|Over on woodnet there is a very exciting thread going on about making the iron smooth plane that we written up in issue 4 and 5 of the Work Magazine Reprint Project. An earlier question in a previous thread on woodnet wondered how come there are so many "scottish" iron planes, that are very well made, usually cast not dovetailed, and unsigned. One thought was that the quality of these unsigned planes was indicative of a host of small makers that only made and sold a few planes. |
This idea is incorrect. Anybody trying to establish a business making planes would of course sign their work, and the necessary hand skills to do the quality of metalwork and woodwork need to make these planes was far more common in the nineteenth century than the twenty-first.
However the real point that I want to make today is that should a 19th century amateur or professional get the urge to make an iron plane most of the larger hardware stores sold parts. Above is a detail of a page from the Charles Nurse 1893 catalog (just a few years later than the Work Magazine articles). In addition to selling complete metal planes they also offered a decent selection of metal plane bodies already planed and ready for stuffing. That is to say the bottom of the casting has been mechanically planed so all the customer has to do is infill the wood and then drill fastening holes. Planes are available in both malleable iron or bronze with a steel sole.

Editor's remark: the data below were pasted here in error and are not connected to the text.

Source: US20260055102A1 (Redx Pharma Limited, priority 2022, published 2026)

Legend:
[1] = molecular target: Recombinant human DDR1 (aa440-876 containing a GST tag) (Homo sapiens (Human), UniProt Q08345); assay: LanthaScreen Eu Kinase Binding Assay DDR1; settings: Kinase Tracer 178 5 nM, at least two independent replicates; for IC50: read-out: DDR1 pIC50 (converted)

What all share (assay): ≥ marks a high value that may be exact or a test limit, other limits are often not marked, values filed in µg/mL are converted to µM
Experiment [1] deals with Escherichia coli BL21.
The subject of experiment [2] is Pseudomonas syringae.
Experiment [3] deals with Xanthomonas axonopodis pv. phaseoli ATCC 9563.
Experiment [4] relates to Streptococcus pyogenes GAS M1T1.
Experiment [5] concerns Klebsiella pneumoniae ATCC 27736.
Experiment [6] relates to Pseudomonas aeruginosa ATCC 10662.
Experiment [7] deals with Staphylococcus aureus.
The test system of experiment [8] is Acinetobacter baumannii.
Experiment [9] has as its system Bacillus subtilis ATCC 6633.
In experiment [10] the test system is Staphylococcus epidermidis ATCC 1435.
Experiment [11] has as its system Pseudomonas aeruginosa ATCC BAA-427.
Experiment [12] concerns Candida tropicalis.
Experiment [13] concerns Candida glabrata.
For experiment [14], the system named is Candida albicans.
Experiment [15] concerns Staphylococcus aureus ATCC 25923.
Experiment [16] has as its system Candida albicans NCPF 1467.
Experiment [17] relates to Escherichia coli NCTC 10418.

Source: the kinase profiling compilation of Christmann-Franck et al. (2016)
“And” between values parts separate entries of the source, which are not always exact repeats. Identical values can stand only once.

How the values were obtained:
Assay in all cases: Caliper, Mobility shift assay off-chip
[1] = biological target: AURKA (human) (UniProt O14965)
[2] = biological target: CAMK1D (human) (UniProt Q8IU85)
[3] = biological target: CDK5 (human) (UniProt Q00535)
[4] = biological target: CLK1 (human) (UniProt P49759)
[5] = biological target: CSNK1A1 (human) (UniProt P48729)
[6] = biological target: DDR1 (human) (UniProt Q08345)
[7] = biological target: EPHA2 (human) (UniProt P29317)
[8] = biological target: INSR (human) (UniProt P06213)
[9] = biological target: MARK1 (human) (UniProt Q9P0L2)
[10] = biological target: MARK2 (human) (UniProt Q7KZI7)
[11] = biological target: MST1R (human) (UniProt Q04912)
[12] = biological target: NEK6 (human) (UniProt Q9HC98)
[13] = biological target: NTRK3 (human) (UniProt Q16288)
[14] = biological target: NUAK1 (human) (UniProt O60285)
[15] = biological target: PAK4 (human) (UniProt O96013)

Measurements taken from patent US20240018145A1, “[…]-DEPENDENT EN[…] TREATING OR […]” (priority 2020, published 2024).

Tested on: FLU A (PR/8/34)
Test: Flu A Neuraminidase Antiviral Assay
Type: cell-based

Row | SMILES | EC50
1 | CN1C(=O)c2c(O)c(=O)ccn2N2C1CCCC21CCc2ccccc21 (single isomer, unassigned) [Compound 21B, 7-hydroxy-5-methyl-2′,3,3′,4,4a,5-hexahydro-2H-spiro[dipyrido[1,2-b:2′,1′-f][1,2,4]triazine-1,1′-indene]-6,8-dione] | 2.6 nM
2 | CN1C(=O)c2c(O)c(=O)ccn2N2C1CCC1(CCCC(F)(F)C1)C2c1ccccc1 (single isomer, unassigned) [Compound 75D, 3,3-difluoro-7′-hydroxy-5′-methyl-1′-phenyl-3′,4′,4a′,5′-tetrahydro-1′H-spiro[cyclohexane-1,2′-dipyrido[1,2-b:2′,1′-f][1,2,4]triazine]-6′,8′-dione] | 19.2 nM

Plane parts were by no means limited to iron planes. Most catalogs also offered the brass fittings needed for ploughs and moving fillester planes. What I don't understand is that the metal parts of wooden planes are pretty sturdy and we don't find in the wild a lot of user made wooden planes. Who bought enough of these plane parts to justify stocking them? Actually, while I am thinking of it, who bought the iron or infill bodies in enough quantities to justify a half page in tool catalog?
I have a sneaking suspicion that a good number of customers of these plane parts were professional planemakers. As a group they would not have the facility to do their own casting, and while a larger company (only by comparison) might own their own patterns, for the majority of smaller makers it might not have been worth their while. In general there is a common style to both wooden and metal planes of a region and it makes a lot of sense, although there is no proof, that the metal parts of wooden planes, and a fair number of the cast iron (infill planes) started out as a common part, readily available and purchased by all the professional makers. Another theory, as credible, would be that because companies like Nurse made (or had made) their own planes, the marginal cost of selling parts in nil so they just offered the parts too. Heck we do that with our saw kits.
|Comments are closed.|
|The opinions expressed in this blog are those of the blog's author and guests and in no way reflect the views of Tools for Working Wood.|